Microlender in monster deal
Hong Kong financial giant The Bank of East Asia and Sri Lanka’s LOLC announced on Friday that they have jointly acquired a majority stake in Prasac Microfinance, Cambodia’s largest microfinance institution (MFI) by assets, in what could be the largest acquisition of a Cambodian lender to date.
According to a joint company release, The Bank of East Asia (BEA) and LOLC acquired a controlling share of Prasac by purchasing minority stakes held by Dragon Capital Group Ltd, Belgian Investment Company for Developing Countries SA (BIO) and the Netherlands Development Finance Company (FMO).
The acquisition raises LOLC’s existing holding from 22 percent to 70 percent, with BEA holding 21 percent. Prasac retains the remaining 9 percent stake.
The deal was valued at $186 million by Sri Lankan media. Prasac and its shareholders could not be reached yesterday for confirmation, nor was the National Bank of Cambodia (NBC) available to confirm whether it had approved the acquisition.
Prasac is Cambodia’s largest deposit-taking MFI with an asset portfolio of $1.3 billion and over $660 million in deposits, according to the joint statement, which added that the deal would help pave the MFI’s path toward becoming a licensed commercial bank.
Sim Senacheert, CEO of Prasac, was quoted in the release as saying that BEA was a strategic investor that would “further contribute to sustainable economic development and financial inclusion in Cambodia”.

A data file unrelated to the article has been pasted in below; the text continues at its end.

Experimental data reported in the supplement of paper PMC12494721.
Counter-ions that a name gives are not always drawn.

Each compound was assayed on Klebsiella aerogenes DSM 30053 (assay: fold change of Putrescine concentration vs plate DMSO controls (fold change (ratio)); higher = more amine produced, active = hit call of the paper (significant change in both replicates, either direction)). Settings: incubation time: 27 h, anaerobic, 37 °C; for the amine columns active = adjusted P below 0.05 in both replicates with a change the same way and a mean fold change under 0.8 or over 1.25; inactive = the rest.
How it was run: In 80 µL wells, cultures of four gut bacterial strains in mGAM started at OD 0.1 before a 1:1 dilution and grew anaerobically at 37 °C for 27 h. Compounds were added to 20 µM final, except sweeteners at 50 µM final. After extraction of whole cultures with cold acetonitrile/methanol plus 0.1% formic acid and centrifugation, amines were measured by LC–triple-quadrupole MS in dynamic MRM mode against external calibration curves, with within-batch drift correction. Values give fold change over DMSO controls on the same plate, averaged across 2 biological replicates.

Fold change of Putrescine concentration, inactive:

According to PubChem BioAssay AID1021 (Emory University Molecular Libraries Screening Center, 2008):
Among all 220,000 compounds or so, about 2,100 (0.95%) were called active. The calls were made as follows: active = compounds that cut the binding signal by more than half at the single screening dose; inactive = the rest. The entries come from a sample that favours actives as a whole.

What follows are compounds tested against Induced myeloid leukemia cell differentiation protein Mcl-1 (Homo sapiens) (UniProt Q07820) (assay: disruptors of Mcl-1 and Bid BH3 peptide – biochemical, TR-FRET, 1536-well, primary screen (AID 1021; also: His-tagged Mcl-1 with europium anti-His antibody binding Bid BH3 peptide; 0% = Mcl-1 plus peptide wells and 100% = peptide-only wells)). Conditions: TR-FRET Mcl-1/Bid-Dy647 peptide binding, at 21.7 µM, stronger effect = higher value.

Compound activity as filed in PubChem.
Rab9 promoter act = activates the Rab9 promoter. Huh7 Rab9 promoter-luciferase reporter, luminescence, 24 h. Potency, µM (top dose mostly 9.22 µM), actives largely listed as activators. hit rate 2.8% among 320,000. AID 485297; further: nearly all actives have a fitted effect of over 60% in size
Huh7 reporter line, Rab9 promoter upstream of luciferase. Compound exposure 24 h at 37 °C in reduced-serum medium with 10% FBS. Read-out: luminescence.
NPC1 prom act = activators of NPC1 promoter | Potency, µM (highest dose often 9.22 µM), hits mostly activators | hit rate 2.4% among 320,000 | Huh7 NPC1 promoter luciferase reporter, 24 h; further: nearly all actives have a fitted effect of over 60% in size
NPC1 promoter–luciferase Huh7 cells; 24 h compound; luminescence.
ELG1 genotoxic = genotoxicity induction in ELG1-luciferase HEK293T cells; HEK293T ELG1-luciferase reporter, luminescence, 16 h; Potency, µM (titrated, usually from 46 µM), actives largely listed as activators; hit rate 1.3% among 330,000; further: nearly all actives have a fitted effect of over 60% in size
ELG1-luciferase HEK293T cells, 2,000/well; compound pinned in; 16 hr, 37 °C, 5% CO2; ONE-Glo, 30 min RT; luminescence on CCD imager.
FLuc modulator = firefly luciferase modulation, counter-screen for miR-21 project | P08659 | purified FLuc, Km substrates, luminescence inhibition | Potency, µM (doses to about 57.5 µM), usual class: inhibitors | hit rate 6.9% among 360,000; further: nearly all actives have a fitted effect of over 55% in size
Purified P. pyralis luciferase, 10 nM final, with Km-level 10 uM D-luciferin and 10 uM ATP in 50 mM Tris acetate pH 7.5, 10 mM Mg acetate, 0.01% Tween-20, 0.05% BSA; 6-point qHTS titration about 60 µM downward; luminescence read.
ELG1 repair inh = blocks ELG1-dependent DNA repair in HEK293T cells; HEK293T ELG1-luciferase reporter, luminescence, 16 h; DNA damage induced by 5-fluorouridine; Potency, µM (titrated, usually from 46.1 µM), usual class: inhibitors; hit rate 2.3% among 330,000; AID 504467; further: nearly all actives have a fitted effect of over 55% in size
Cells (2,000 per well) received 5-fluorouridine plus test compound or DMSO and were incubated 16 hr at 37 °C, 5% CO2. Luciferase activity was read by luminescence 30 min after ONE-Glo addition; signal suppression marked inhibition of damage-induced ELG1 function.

David Li, chairman and chief executive of BEA, said the deal marked the financial group’s first foothold in Cambodia and would help it expand its reach to the ASEAN Economic Community (AEC).
“Through Prasac, our bank will further strengthen its presence in Southeast Asia. This strategic investment will enable us to better capitalise on the opportunities arising from China’s ‘Belt and Road Initiatives’,” he was quoted as saying.
This is not the first time Prasac has worked toward securing a strategic investor, a move widely seen as the central bank’s requirements for commercial bank licence eligibility.
In August 2016, the NBC scuttled a deal between Prasac and South Korean financial giant Woori Bank for a 50 percent stake, claiming that the Korean lender was not one of the preferred bidder’s acknowledged by the independent regulatory body.
Cambodian MFIs have attracted the interest of international investors, with several large mergers and acquisitions announced in recent years. In January 2016, Thailand-based Bank of Ayudhya reached an agreement to acquire the local MFI Hattha Kaksekar – a deal that was valued at upwards of $140 million.
BEA’s stake in Prasac would mark the entry of Hong Kong’s third-largest bank into the Cambodian market. The financial group reported $98.7 billion in consolidated assets as of the end of last year.